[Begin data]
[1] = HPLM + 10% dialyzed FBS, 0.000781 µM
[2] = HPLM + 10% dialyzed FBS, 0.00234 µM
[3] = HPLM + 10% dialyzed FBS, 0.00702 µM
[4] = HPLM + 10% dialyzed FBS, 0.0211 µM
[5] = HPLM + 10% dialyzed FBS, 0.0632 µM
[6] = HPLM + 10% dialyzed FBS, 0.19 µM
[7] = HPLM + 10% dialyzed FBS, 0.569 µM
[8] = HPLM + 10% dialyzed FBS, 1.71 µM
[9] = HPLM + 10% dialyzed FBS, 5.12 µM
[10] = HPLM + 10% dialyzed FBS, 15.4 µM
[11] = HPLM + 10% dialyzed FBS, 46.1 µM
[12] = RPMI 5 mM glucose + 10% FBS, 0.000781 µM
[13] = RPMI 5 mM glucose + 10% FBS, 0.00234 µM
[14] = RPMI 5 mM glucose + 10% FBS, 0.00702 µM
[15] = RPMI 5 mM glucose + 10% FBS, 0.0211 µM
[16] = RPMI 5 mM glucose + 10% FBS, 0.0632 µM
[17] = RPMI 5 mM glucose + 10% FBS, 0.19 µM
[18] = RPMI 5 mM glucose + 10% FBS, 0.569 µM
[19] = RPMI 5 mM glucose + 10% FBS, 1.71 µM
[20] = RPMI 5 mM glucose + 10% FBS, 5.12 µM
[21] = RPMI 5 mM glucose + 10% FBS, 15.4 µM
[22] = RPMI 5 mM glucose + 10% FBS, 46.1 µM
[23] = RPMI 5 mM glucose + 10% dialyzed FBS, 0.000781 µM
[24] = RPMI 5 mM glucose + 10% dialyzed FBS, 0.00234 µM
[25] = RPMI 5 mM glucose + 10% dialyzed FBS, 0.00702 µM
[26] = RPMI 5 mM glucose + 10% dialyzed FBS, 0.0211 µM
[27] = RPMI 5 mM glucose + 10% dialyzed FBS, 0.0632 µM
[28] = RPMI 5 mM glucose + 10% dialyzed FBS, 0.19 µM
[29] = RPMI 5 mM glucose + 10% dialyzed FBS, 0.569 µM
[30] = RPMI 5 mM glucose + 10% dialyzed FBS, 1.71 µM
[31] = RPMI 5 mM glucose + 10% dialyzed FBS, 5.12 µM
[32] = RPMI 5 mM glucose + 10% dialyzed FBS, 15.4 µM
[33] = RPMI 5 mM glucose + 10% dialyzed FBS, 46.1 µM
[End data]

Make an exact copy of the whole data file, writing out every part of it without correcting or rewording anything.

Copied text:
[1] = HPLM + 10% dialyzed FBS, 0.000781 µM
[2] = HPLM + 10% dialyzed FBS, 0.00234 µM
[3] = HPLM + 10% dialyzed FBS, 0.00702 µM
[4] = HPLM + 10% dialyzed FBS, 0.0211 µM
[5] = HPLM + 10% dialyzed FBS, 0.0632 µM
[6] = HPLM + 10% dialyzed FBS, 0.19 µM
[7] = HPLM + 10% dialyzed FBS, 0.569 µM
[8] = HPLM + 10% dialyzed FBS, 1.71 µM
[9] = HPLM + 10% dialyzed FBS, 5.12 µM
[10] = HPLM + 10% dialyzed FBS, 15.4 µM
[11] = HPLM + 10% dialyzed FBS, 46.1 µM
[12] = RPMI 5 mM glucose + 10% FBS, 0.000781 µM
[13] = RPMI 5 mM glucose + 10% FBS, 0.00234 µM
[14] = RPMI 5 mM glucose + 10% FBS, 0.00702 µM
[15] = RPMI 5 mM glucose + 10% FBS, 0.0211 µM
[16] = RPMI 5 mM glucose + 10% FBS, 0.0632 µM
[17] = RPMI 5 mM glucose + 10% FBS, 0.19 µM
[18] = RPMI 5 mM glucose + 10% FBS, 0.569 µM
[19] = RPMI 5 mM glucose + 10% FBS, 1.71 µM
[20] = RPMI 5 mM glucose + 10% FBS, 5.12 µM
[21] = RPMI 5 mM glucose + 10% FBS, 15.4 µM
[22] = RPMI 5 mM glucose + 10% FBS, 46.1 µM
[23] = RPMI 5 mM glucose + 10% dialyzed FBS, 0.000781 µM
[24] = RPMI 5 mM glucose + 10% dialyzed FBS, 0.00234 µM
[25] = RPMI 5 mM glucose + 10% dialyzed FBS, 0.00702 µM
[26] = RPMI 5 mM glucose + 10% dialyzed FBS, 0.0211 µM
[27] = RPMI 5 mM glucose + 10% dialyzed FBS, 0.0632 µM
[28] = RPMI 5 mM glucose + 10% dialyzed FBS, 0.19 µM
[29] = RPMI 5 mM glucose + 10% dialyzed FBS, 0.569 µM
[30] = RPMI 5 mM glucose + 10% dialyzed FBS, 1.71 µM
[31] = RPMI 5 mM glucose + 10% dialyzed FBS, 5.12 µM
[32] = RPMI 5 mM glucose + 10% dialyzed FBS, 15.4 µM
[33] = RPMI 5 mM glucose + 10% dialyzed FBS, 46.1 µM